- Fuel cell electric buses are hybrid electric buses using fuel cells and batteries to power the electric motor(s).

- The fuel cell uses hydrogen and oxygen to generate electricity by an electro-chemical process producing only heat and water as a by-product (no harmful emissions).  The heat can be used again to warm the passenger compartment, such that as little energy as possible is lost in the process.

- The hydrogen is safely stored on-board in gaseous storage tanks on the roof.

- The energy storage devices (such as a battery or ultra-capacitor) are included to improve performance and fuel efficiency.

- The bus structure and other non-electric components are the same as the ones of conventional buses.

- Hydrogen offers much higher energy density compared to electrical storage systems (e.g. batteries, super-capacitors), this leads to a substantial driving range for the buses (more   than sufficient for a day’s operation). FCEB’s can be operated up to 16 hours a day, in all climate conditions.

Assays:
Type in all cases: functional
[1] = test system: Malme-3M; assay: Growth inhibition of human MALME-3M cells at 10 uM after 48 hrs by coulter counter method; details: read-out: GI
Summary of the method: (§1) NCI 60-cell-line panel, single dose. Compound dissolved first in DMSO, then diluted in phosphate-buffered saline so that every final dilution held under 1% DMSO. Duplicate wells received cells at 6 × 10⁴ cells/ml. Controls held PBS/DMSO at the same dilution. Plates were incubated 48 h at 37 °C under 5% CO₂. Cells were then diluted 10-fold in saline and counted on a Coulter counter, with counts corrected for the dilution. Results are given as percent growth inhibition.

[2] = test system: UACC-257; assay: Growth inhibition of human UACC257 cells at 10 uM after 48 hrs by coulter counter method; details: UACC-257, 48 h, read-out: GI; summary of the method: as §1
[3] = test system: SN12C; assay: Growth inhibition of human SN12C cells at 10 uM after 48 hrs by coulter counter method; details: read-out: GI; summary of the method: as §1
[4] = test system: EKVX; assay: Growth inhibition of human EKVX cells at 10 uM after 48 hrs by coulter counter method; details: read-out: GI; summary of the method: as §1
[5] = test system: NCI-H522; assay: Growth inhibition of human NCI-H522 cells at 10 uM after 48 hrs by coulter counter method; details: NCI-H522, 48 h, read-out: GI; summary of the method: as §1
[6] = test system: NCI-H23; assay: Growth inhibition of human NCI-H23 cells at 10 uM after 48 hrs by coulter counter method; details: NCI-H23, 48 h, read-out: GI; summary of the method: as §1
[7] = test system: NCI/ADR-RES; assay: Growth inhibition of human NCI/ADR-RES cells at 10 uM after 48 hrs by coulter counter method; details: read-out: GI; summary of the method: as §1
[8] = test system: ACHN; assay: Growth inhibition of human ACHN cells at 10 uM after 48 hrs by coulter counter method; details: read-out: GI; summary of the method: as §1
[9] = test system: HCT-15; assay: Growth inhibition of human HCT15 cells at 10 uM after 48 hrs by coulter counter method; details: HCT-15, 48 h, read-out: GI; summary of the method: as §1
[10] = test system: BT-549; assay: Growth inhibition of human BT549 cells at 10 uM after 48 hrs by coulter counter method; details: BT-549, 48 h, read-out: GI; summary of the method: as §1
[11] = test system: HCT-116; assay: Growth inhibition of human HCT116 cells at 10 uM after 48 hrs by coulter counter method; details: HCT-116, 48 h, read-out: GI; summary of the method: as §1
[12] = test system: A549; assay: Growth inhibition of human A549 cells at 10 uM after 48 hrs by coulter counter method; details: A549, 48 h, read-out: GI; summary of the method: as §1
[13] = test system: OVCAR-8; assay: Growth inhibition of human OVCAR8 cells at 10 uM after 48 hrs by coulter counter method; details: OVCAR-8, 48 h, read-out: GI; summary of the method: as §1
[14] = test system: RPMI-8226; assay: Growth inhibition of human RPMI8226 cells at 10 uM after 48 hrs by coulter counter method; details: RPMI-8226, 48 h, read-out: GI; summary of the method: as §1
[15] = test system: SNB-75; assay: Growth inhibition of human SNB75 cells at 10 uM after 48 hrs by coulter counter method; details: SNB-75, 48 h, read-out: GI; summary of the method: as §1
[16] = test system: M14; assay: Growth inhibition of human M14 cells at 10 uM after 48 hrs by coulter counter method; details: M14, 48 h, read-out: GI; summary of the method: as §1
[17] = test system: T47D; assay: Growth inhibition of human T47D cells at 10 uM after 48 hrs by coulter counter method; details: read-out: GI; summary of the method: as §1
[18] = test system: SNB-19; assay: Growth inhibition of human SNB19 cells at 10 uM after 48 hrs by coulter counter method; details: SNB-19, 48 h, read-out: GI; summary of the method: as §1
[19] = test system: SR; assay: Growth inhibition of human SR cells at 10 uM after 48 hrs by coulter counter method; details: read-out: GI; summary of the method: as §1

- In the fuel cell hybrid bus, the fuel cell produces directly the electric power for the electric motor and/or to recharge the batteries. In addition, both types allow, through a process called regenerative braking, to recover energy lost due to braking to be utilized to charge the battery. Also called brake energy recuperation.

- Fuel cell electric buses hybrid are electric buses 

- A hybrid vehicle uses two or more distinct types of power, such as:

  • an internal combustion engine and batteries or ultracapacitors in diesel hybrid vehicles.
  • a fuel cell and batteries in fuel cell hybrid vehicles.
  • an overhead electric (catenary) line and batteries in trolley hybrid buses.

- There are two different types of hybrid systems

  • parallel and series hybrids.